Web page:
Saint Mary's University (Halifax, N.S.)

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Saint Mary's University (Halifax, N.S.)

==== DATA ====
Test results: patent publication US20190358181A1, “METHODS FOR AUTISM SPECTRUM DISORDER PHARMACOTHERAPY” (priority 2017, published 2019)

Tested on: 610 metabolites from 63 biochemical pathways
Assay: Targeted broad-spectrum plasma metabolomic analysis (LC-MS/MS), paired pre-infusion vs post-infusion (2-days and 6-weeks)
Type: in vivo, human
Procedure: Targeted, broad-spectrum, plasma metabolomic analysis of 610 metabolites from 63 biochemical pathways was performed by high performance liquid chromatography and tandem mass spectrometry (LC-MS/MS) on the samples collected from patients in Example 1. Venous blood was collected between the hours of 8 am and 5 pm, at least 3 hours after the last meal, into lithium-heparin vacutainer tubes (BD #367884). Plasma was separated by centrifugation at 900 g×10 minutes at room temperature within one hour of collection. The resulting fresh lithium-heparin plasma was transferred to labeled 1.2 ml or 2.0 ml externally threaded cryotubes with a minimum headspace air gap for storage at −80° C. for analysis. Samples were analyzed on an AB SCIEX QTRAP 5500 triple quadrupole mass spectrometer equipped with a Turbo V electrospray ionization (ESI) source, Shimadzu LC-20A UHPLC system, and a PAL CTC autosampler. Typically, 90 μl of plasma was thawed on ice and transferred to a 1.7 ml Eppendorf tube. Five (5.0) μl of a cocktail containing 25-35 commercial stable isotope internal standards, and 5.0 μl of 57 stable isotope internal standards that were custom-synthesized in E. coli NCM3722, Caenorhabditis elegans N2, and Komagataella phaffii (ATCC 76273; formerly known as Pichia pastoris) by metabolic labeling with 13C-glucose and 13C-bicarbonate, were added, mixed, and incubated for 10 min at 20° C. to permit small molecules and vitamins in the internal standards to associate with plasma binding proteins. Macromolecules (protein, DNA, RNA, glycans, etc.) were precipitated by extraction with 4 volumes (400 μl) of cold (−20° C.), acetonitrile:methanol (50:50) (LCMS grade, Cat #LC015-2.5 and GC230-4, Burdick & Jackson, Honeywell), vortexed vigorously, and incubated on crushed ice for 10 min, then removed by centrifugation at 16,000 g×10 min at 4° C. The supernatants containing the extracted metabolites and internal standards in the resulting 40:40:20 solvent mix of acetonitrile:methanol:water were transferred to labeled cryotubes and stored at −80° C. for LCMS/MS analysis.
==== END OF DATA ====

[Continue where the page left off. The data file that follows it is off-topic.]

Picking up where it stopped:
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St. Mary's College was founded in 1802 by Rev. Edmund Burke, Vicar-General of Nova Scotia, at Halifax, N.S. Provincial regulations restricted denominational schools, however Burke managed to provide informal Catholic education until his death in 1820. In 1839 the Province allowed denominational schools and classes to begin at St. Mary's College in 1840. On 29 March 1841 an act was passed to incorporate the Trustees of St. Mary's College and granted the school degree-conferring powers and by the mid 1850s the College and High School began a separate existence. By 1870 the College was administered by the Archdiocese of Halifax as a College of the newly incorporated "University of Halifax," which existed only until 1881. By this time St. Mary's was suffering from a lack of funding and was forced to suspend operations until 1903. In 1903 the College reopened, due largely to the work of Archbishop. At this time the faculty included a number of laymen. By 1912 the College was taken over by the Christian Brothers of Ireland who remained in charge until the Jesuits arrived in 1940 and assumed administration for the school. In 1951, St. Mary's College and St. Mary's High School moved to the McNally building on the Collins estate at Gorsebrook. In 1952 the name was changed to Saint Mary's University. Ten years later a university corporation was established and, although the institution was still considered part of the Archbishop's responsibilities, a relatively autonomous Board of Governors was formed. A completely new Saint Mary's University Act was passed in 1970 which provided for a new Board of Governors. It also provided for the complete autonomy of the University from the Archdiocese.


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